Being dead has been good for William Jackson Harper. As one of the stars of The Good Place, Harper has seen his life change dramatically—in some ways.
"First off, a lot things are exactly the same. I still take the subway around the city all day, I live in the same place. Everything is very much the same in that regard. I think the thing that's different now is every now and again I get an ego boost from a fan of the show who just comes up and is like, ‘Hey, man. I really like the show and I really like your work on it,'" Harper told E! News. "Or I have these interviews, like I'm having with you right now. I'm just so used to working and no one really paying that much attention to the work that I'm doing that it's interesting, it's strange to sort of have people take notice."
People noticed him enough to nominate Harper for a 2019 Critics Choice Award for playing Chidi Anagonye on The Good Place, a show about humans in the afterlife learning to be better people (better late than never), and the show was recently nominated for a Golden Globe. The critically acclaimed show also picked up an Emmy nomination in 2018. Harper doesn't let the acclaim and growing fandom get in the way of his job.
"I'm tuning it out. I can't take that to work with me. I feel like we're doing good, honest work. I think we're all really invested, we're all really nerdy about what we're saying with each other, narratively with the kind of story we're telling—we're all really invested in it and want it to be good," he said. "And so it's like that other stuff, it's very sweet and I think we're all honored and humbled by it but—I can speak for myself, I, really, am just happy that I get to do something so artistically fulfilling that people are responding to. I just want to maintain that."
One thing he doesn't tune out is the lessons taught in the show. "It sort of made me re-examine, like, where in my list of priorities being a good person was," he said. "Now…I always try to do the right thing by people, but I think now I'm making a much more conscious effort all the time, ‘cause it's like, ‘Oh, it doesn't really hurt to just put a little more good in the world.' It just doesn't hurt anything."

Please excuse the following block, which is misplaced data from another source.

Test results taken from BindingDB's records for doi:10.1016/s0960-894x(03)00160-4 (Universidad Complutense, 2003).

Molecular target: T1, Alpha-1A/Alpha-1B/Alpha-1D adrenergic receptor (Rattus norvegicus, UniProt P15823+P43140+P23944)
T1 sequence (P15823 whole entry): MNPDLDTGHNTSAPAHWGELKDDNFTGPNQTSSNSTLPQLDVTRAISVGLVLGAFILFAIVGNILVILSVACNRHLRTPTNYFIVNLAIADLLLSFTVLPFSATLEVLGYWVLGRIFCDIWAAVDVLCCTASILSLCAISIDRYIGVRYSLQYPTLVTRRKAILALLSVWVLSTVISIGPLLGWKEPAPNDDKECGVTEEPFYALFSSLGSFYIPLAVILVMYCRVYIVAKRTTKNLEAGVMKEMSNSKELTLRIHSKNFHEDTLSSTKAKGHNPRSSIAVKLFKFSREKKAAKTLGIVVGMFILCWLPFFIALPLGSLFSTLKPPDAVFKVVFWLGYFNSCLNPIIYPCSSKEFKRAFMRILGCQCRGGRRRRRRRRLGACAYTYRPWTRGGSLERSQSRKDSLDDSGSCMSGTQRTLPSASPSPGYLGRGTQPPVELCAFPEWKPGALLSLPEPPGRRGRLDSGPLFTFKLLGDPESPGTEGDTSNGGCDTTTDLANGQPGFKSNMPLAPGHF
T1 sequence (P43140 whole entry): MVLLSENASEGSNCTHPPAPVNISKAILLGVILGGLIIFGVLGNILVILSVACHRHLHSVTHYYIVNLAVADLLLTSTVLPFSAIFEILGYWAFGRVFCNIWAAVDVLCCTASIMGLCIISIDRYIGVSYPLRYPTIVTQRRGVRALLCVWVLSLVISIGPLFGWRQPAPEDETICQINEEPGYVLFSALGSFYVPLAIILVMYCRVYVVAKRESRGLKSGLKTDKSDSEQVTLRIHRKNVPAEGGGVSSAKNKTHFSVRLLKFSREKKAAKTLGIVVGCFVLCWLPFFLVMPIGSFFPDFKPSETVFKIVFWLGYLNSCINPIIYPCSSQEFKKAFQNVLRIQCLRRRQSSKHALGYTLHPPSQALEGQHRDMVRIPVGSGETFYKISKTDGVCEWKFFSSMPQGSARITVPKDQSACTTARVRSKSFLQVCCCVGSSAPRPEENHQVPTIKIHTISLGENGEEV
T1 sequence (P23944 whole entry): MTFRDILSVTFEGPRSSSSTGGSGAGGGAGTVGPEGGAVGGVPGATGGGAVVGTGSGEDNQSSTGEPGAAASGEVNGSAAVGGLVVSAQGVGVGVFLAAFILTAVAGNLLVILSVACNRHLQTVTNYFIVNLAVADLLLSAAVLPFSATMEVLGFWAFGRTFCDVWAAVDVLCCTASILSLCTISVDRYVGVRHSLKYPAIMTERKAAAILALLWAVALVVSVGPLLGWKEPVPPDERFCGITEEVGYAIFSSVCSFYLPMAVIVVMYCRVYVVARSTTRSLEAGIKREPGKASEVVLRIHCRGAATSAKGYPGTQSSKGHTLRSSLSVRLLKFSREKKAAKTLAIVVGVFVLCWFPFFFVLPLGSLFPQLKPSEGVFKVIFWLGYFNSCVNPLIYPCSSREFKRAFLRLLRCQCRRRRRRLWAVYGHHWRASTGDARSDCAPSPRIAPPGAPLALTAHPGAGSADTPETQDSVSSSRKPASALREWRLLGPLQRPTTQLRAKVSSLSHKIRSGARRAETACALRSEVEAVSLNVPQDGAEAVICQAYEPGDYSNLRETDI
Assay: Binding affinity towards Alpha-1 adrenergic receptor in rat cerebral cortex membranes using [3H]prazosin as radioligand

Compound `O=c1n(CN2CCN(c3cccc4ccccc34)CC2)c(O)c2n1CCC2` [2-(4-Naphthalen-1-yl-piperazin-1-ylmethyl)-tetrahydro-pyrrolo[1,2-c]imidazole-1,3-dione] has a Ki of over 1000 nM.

Now that the show is in its third season, it seems Harper has truly grown comfortable in Chidi's skin. The character is incredibly indecisive, and at times crippled by anxiety related to that. Yet thanks to exposure to Eleanor (Kristen Bell), Michael (Ted Danson), Janet (D'Arcy Carden), Tahani (Jameela Jamil) and Jason (Manny Jacinto), Chidi has grown…a bit. And so has Harper.
"Yeah, 100 percent," Harper said about his ability to relate to Chidi's neurosis. "I'm straight trash at making decisions and I am a pretty anxious person. I think where Chidi and I defer a lot is, Chidi is very extroverted and Chidi likes to talk about his paralysis, I on the other hand just shut up and go away."
But the show has given him some peace of mind. "I'll tell you what: I am not worried. I think as a performer and any artist will tell you, it's a very tenuous existence and I think that's been the biggest change, is just kind of knowing where next month is coming from. That's nice, not to have that brain space taken up being worried. It's allowed me to be open to new things," he said.
The Good Place also let him overcome childhood insecurities. In an earlier season three episode, Harper's character has a breakdown, stripping off his clothes and making a rather disgusting chili full of Peeps and M&Ms. What you saw on screen was what he ate, and while he said it was made "palatable," it didn't taste good, but it wasn't enough to make him vomit. "It was fine," he said. And he's seen fans making it…and eating it.
"Why would you guys do that? Why?! Why would you do that to yourself? I had no choice, but they're choosing to do that to themselves," he laughed.
As for going shirtless, which inspired many thirsty tweets from viewers, it was a big moment for Harper. He said he found the reaction to his shirtless scenes"great."
"Honestly, I grew up very self-conscious about being shirtless in public. I was one of those kids who would swim with whatever T-shirt was available…I was really nervous [to do the scene]. Not only did I avoid ridicule, but people actually responded positively. I don't know, I sort of laid to rest a very deep childhood demon, you know? That is what it was for me," he said.
The Good Place airs Thursdays, 9:30 p.m. on NBC.
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